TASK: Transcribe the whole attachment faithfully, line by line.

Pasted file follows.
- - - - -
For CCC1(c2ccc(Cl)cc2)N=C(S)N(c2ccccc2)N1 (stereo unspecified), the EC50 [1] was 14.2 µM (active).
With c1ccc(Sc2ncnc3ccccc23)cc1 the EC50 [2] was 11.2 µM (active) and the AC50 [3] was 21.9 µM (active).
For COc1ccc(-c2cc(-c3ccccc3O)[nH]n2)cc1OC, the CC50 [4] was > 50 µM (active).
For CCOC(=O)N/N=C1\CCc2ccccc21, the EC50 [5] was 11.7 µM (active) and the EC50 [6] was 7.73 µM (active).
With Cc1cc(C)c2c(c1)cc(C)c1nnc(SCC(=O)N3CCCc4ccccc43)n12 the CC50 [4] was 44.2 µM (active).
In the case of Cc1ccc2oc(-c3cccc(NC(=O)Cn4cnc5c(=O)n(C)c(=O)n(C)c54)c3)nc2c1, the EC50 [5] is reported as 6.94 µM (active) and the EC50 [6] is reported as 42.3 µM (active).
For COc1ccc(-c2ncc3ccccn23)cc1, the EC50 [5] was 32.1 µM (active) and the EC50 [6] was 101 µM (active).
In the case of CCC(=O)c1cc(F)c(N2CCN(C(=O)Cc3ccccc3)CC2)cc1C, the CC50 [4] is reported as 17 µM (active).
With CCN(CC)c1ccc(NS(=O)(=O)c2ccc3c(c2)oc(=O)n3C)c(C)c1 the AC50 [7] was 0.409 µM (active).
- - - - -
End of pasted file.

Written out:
For CCC1(c2ccc(Cl)cc2)N=C(S)N(c2ccccc2)N1 (stereo unspecified), the EC50 [1] was 14.2 µM (active).
With c1ccc(Sc2ncnc3ccccc23)cc1 the EC50 [2] was 11.2 µM (active) and the AC50 [3] was 21.9 µM (active).
For COc1ccc(-c2cc(-c3ccccc3O)[nH]n2)cc1OC, the CC50 [4] was > 50 µM (active).
For CCOC(=O)N/N=C1\CCc2ccccc21, the EC50 [5] was 11.7 µM (active) and the EC50 [6] was 7.73 µM (active).
With Cc1cc(C)c2c(c1)cc(C)c1nnc(SCC(=O)N3CCCc4ccccc43)n12 the CC50 [4] was 44.2 µM (active).
In the case of Cc1ccc2oc(-c3cccc(NC(=O)Cn4cnc5c(=O)n(C)c(=O)n(C)c54)c3)nc2c1, the EC50 [5] is reported as 6.94 µM (active) and the EC50 [6] is reported as 42.3 µM (active).
For COc1ccc(-c2ncc3ccccn23)cc1, the EC50 [5] was 32.1 µM (active) and the EC50 [6] was 101 µM (active).
In the case of CCC(=O)c1cc(F)c(N2CCN(C(=O)Cc3ccccc3)CC2)cc1C, the CC50 [4] is reported as 17 µM (active).
With CCN(CC)c1ccc(NS(=O)(=O)c2ccc3c(c2)oc(=O)n3C)c(C)c1 the AC50 [7] was 0.409 µM (active).